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explainable machine learning


Explainable Machine Learning

#artificialintelligence

Daily life is increasingly governed by decisions made by algorithms due to the growing availability of big data sets. Many machine learning algorithms, and neural networks specifically, are black-box models, i.e. they give no insight into how they reach their outcomes which prevents users from trusting the model. If we cannot understand the reasons for their decisions, how can we be sure that the decisions are correct? What if they are wrong, discriminating or amoral? This project aims to create new machine learning methods that can explain their decision making process, in order for users to understand the reasons behind a prediction.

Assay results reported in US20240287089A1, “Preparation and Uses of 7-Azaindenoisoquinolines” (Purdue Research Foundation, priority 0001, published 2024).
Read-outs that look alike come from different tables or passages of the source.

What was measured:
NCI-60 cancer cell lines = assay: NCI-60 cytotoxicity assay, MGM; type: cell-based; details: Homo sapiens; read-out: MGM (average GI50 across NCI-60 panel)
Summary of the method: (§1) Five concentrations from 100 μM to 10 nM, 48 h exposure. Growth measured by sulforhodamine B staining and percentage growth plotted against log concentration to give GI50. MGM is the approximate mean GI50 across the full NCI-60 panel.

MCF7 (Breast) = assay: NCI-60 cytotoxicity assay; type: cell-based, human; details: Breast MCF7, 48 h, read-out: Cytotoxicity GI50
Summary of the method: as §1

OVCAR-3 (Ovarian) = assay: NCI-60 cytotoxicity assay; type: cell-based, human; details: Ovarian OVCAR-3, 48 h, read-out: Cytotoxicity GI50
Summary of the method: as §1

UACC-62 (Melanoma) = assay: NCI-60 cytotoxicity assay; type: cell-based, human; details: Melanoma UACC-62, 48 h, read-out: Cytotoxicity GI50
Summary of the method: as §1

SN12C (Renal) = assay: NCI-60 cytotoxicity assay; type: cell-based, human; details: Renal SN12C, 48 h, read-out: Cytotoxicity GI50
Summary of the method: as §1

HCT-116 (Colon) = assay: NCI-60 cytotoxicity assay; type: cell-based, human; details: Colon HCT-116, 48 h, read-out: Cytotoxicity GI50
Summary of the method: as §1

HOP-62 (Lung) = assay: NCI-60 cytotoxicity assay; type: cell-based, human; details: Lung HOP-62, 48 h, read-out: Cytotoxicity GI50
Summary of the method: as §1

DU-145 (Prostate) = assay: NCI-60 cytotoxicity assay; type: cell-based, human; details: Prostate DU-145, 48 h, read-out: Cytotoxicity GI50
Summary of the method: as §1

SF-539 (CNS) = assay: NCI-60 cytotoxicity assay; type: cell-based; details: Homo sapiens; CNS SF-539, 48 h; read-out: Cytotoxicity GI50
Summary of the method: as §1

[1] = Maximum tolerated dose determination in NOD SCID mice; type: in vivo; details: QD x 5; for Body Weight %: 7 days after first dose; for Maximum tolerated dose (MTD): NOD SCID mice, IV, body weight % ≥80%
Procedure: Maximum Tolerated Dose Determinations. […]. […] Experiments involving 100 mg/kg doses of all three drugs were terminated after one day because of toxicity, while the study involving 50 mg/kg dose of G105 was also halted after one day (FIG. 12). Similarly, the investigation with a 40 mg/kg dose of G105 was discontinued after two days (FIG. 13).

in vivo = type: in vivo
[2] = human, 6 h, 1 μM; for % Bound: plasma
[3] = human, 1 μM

Drive smarter decision-making with explainable machine learning

#artificialintelligence

Did you miss a session from the Future of Work Summit? This article was contributed by Berk Birand, CEO of Fero Labs. Is the hype around AI finally cooling? That's what some recent surveys would suggest. Most executives now say the technology is more hype than reality-- and 65% report zero value from their AI and machine learning investments.


Explainable Machine Larning for liver transplantation

arXiv.org Artificial Intelligence